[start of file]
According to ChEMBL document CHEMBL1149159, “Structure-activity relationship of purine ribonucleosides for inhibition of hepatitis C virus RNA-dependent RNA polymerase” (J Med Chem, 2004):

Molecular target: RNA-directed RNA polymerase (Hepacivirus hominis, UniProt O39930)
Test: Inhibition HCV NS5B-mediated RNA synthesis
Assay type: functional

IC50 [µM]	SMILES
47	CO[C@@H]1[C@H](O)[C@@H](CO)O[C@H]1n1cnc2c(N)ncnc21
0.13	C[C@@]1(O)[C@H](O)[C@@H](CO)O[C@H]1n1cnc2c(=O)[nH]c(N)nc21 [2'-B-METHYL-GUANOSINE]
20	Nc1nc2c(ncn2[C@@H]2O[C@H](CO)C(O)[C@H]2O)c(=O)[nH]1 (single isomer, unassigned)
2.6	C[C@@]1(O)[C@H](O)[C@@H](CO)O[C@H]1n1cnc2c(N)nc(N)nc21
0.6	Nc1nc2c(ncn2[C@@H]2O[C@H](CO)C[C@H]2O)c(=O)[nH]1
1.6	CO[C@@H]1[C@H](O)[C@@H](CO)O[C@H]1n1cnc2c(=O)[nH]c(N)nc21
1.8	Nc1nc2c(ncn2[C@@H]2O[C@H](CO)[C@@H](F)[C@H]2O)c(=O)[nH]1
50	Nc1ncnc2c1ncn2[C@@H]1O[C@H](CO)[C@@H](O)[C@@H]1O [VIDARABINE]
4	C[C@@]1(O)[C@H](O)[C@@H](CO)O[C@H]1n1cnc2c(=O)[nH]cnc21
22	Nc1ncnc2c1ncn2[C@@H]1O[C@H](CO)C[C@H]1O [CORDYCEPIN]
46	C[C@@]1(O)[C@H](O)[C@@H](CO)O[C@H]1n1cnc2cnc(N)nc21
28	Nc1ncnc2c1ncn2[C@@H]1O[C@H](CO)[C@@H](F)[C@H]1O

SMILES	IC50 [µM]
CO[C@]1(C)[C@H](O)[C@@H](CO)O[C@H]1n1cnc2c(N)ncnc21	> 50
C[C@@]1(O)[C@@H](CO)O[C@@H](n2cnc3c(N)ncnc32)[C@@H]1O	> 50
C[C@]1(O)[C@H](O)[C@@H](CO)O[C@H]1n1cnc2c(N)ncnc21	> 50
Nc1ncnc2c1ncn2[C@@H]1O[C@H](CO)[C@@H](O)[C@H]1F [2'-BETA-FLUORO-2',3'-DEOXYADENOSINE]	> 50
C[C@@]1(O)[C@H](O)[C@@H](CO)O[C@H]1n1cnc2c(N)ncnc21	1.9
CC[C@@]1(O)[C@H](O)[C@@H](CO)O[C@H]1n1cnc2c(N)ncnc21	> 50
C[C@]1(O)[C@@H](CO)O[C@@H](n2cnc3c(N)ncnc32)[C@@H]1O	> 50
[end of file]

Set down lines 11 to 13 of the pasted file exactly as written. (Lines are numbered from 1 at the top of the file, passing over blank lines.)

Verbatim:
1.6	CO[C@@H]1[C@H](O)[C@@H](CO)O[C@H]1n1cnc2c(=O)[nH]c(N)nc21
1.8	Nc1nc2c(ncn2[C@@H]2O[C@H](CO)[C@@H](F)[C@H]2O)c(=O)[nH]1
50	Nc1ncnc2c1ncn2[C@@H]1O[C@H](CO)[C@@H](O)[C@@H]1O [VIDARABINE]